Modernization theory refers to a political science paradigm predominant in the 1950s and 1960s in the United States developed at the end of the global colonial era to account for the differences between developed Western countries and underdeveloped countries and to explain sociopolitical and economic transformations in the latter. Former colonial territories in Asia, Latin America, and Africa were generally considered underdeveloped because of their lack of industrialization. Underdeveloped nations were commonly referred to during this period as Third World countries. Many of these countries were also described as nonaligned, not being committed to either the Soviet or the American side during the cold war.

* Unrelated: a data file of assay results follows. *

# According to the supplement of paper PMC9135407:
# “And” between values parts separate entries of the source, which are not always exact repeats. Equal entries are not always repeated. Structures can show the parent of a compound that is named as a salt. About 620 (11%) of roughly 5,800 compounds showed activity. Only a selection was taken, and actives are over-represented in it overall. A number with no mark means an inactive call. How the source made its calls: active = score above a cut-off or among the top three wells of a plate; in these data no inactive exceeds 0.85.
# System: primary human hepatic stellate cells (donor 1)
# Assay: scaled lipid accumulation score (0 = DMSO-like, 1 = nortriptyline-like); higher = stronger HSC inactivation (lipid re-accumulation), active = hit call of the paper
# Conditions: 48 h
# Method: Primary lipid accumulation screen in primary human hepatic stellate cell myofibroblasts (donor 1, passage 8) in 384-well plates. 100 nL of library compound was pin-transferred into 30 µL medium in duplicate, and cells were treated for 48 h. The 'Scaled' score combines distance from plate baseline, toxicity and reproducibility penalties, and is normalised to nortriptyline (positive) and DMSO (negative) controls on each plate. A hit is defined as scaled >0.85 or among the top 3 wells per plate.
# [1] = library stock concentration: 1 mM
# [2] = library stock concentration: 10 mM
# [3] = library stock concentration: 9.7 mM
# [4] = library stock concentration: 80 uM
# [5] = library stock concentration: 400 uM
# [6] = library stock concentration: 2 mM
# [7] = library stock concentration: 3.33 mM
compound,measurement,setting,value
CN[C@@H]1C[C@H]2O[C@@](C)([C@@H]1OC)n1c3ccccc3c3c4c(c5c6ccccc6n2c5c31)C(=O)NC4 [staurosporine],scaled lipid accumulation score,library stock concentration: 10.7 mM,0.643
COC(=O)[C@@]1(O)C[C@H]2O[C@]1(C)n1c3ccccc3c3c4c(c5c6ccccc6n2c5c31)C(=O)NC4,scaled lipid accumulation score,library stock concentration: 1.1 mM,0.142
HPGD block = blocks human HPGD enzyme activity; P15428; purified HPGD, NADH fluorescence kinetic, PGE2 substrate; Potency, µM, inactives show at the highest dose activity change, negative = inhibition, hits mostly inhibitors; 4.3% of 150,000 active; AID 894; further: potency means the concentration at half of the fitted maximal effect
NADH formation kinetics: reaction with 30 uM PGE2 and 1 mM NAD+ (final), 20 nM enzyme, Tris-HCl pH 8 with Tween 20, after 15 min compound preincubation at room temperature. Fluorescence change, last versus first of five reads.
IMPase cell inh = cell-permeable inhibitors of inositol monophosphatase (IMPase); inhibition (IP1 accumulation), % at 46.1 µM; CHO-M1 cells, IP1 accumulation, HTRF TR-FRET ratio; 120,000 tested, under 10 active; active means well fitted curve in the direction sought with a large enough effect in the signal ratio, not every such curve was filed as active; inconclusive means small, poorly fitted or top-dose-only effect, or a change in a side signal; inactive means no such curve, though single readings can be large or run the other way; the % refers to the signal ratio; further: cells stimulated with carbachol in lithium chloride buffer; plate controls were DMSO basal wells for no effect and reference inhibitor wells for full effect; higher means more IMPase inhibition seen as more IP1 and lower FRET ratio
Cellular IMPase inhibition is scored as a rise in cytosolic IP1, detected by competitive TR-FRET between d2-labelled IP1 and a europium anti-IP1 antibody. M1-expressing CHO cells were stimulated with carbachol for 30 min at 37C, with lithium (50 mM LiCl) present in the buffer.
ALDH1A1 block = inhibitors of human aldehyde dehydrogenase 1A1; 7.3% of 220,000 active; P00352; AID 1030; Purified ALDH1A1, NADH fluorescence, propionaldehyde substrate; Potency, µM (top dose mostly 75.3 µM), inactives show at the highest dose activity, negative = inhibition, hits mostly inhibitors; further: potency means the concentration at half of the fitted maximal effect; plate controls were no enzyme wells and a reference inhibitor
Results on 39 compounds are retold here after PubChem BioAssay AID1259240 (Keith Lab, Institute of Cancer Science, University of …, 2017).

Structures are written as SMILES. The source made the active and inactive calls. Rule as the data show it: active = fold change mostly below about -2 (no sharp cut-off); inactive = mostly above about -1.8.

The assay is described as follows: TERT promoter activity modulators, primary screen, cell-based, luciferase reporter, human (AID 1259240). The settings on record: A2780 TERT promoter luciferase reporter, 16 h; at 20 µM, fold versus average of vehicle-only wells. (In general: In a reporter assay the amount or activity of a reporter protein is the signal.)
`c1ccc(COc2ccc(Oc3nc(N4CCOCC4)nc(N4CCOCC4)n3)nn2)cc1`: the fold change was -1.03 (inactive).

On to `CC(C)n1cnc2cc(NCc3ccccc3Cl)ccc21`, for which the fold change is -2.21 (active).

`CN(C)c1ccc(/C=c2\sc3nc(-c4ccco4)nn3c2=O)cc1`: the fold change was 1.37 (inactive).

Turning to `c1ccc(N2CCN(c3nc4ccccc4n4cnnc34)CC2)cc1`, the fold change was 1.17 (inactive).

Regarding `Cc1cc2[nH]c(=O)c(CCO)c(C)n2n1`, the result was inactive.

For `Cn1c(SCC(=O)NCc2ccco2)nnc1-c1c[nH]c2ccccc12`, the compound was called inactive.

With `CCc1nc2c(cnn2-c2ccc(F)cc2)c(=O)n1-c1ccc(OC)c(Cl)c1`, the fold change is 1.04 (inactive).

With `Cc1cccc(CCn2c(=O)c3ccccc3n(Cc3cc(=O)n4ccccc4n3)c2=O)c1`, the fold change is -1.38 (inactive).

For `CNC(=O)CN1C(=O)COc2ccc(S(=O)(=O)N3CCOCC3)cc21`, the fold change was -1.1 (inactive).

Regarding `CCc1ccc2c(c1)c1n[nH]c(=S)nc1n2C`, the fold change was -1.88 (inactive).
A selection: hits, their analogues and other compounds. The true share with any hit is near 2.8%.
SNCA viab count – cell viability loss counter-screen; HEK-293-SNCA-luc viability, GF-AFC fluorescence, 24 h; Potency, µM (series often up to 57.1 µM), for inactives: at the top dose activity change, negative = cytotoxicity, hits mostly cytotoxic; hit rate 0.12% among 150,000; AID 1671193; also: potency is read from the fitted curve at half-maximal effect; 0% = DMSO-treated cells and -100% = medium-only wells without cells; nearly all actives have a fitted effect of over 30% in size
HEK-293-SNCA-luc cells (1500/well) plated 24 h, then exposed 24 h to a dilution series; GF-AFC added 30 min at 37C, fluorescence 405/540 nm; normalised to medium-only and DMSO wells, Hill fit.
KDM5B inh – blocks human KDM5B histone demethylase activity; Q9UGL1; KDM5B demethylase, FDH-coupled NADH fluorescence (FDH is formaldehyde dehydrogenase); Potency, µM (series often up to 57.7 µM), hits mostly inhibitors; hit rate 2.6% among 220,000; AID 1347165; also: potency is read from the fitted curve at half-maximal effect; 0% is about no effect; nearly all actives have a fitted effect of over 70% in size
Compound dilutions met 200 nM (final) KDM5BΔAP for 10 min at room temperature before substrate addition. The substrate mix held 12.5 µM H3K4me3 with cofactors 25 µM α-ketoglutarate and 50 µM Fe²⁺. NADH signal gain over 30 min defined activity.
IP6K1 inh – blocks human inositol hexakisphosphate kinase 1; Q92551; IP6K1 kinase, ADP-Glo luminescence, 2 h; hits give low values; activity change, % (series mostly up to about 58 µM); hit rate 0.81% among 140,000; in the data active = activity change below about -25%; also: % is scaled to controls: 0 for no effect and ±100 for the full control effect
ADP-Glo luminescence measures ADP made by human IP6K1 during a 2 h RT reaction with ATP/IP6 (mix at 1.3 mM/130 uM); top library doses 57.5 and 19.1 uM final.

Modern Societies and Traditional Societies

Modernization theory was heavily based on 19th-century sociological perspectives that relied on the fundamental division between traditional ...

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